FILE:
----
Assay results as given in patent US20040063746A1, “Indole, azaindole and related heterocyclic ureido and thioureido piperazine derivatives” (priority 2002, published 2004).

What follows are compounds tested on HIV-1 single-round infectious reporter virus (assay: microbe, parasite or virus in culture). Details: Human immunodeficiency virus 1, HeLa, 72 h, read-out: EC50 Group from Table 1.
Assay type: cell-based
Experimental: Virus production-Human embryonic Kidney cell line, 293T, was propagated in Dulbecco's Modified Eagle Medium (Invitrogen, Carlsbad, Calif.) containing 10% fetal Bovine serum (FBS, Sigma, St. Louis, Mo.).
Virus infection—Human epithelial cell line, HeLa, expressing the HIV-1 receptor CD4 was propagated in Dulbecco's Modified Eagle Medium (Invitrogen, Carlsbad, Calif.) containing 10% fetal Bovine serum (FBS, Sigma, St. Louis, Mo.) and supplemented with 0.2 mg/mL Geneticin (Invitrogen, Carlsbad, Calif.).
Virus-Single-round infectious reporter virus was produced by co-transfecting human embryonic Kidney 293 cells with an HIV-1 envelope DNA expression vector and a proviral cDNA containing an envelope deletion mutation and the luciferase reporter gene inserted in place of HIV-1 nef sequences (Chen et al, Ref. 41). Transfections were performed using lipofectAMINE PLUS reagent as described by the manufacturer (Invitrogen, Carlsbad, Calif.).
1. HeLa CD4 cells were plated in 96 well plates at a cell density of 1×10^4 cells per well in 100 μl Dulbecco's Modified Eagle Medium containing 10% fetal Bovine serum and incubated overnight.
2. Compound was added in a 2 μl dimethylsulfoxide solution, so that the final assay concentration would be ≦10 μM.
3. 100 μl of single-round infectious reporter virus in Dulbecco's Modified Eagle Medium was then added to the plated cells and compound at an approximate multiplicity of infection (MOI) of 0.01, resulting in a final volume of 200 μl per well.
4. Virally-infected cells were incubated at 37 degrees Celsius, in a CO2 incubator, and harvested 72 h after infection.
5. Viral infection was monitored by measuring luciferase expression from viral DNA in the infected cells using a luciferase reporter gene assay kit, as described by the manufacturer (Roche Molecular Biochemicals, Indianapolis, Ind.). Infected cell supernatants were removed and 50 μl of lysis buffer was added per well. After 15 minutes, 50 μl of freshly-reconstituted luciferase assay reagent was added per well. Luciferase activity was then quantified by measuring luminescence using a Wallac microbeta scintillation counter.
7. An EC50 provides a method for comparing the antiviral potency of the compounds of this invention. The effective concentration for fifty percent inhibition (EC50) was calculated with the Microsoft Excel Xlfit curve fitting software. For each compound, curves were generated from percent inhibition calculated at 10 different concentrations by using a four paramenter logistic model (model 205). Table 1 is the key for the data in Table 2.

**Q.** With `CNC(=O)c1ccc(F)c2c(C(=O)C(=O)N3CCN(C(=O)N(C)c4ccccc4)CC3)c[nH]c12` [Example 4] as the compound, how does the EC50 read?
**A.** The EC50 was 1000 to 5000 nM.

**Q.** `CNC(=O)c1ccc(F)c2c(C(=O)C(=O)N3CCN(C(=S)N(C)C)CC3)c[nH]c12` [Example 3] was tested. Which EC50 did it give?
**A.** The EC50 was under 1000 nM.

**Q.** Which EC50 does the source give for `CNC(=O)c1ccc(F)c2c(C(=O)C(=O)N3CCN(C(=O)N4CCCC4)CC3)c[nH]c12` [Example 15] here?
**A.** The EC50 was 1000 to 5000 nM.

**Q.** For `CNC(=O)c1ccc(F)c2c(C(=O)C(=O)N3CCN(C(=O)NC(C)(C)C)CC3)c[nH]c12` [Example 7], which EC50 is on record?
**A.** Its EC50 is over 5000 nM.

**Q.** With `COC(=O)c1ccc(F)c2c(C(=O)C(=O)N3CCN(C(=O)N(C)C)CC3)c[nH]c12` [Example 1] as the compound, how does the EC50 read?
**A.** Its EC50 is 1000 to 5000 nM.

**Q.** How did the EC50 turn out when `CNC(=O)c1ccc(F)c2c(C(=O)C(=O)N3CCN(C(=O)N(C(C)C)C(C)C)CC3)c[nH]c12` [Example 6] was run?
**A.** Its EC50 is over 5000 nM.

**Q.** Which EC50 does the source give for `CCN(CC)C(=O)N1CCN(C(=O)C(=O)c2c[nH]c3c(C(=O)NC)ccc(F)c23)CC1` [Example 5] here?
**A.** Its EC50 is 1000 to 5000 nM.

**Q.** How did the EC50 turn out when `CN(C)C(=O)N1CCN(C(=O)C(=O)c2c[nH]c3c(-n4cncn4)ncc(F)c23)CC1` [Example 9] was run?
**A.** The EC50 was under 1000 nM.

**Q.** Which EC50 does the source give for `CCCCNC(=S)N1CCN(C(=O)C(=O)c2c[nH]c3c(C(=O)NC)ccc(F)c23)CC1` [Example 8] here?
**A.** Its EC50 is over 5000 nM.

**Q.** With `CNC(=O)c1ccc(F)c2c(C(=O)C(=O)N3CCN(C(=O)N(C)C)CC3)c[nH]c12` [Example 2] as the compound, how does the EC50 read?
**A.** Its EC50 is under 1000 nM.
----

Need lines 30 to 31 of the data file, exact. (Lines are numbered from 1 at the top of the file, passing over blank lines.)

**A.** Its EC50 is over 5000 nM.

**Q.** With `CNC(=O)c1ccc(F)c2c(C(=O)C(=O)N3CCN(C(=O)N(C)C)CC3)c[nH]c12` [Example 2] as the compound, how does the EC50 read?